Scripture Reading: Mark 1:1-14 & John 1:1-14

Teaching Points:

  • As readers of the gospels, there is much we often overlook about the time in which these books were written. First century Palestine looked very little like the modern world, although we might stumble upon a few similarities. Bear in mind that both women and children were still considered property. Male children became “human” at a certain age when they passed into adulthood and were counted as citizens.
  • The entire New Testament must be understood as a Jewish writing. Jesus was born into a Jewish family and was, himself, Jewish. Even as the books of the New Testament were being written, after the life of Jesus, the authors were writing to the Jewish community to impress upon them the importance of Jesus. While there is plenty of talk about Jews and Gentiles, it would be quite some time (a couple hundred years) because Christianity would come to be understood as a religion separate from Judaism.
  • The temple in Jerusalem was the central (and “authentic”) place to worship. Jewish people were expected to travel to Jerusalem annually (or as often as possible) for Passover, and the Sadducees were the resident religious leaders at the temple in Jerusalem. However, since the Jewish people were scattered, there were also synagogues (sort of like local churches), led by Pharisees. Jesus appears in a number of synagogues but (at least in the synoptics) visits the temple in Jerusalem only at the end of his early ministry.
  • King Herod worked rather hard at ingratiating himself to the Jewish community. He married into a Jewish family. He restored and improved the second temple (can explain) in Jerusalem. However, he was a brutal leader who held none of the values that the Jewish people theoretically observed.
  • The Roman empire was in charge, and they had a comfortable collaboration with Jewish religious leaders. As long as Jewish people behaved themselves, so to speak, they were permitted to worship and carry on relatively unscathed. However, this was not the vision that Jewish people had for themselves. They desired to be, once again, a proud and independent nation, not a people subjugated and dominated by the Romans. At this time, there were many people who came along claiming to be “the Messiah.” They typically attempted a violent uprising against the Romans and this often resulted in considerable loss of life and a tightening of restrictions on the Jewish people. (See, for example, the Maccabean revolt.)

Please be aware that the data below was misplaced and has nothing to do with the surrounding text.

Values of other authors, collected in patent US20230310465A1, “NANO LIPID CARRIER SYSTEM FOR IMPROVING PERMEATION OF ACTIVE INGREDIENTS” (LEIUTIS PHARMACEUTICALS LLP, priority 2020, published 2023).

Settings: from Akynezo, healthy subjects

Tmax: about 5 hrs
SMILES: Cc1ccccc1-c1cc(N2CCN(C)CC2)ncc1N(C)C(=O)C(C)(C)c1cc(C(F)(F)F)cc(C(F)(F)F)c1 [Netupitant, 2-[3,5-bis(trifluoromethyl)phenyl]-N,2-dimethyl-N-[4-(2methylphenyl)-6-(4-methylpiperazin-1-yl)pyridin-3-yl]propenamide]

Discussion Questions:

  • How was Jesus different from other so-called “Messiahs” who had come before? What were the people expecting? Does this help us understand anything about how they responded to him?
  • Talk about the notion of the Roman Empire and its values. What do we make of the fact that Jewish religious leaders had quite a good arrangement going with the Romans while everyday people found it to be oppressive and something from which they wished to be “freed.” Does this remind us of anything in our own time?
  • The US has often been called the new Roman Empire. What does we make of that?
  • We do not typically think about the issue of violence when we talk about Jesus and the gospels. But much of the difference between his ministry and the prevailing will of the Romans had to do with the exercise (or non-use) of violence. Where are we with the issue of violence today?
  • Our scripture readings today are from the beginning of the two gospels that do NOT have birth narratives. How do the authors of Mark and John introduce Jesus? What do they want us to understand about him?

Resources:

Jesus: A Revolutionary Biography https://www.johndominiccrossan.com/Jesus%20A%20Revolutionary%20Biography.htm

God and Empire

https://www.johndominiccrossan.com/God%20&%20Empire.htm

Postcards from Babylon by Brian Zahnd

Jesus for President

https://thesimpleway.myshopify.com/search?x=0&y=0&q=shane+claiborne

Beating guns video: http://www.shaneclaiborne.com/videos

Youth Annual Conference

https://www.eocumc.com/yac/

Diving into the Gospels

We will spend the next couple of weeks looking at the gospels and the beginning of the New Testament or Christian Testament.

General Background: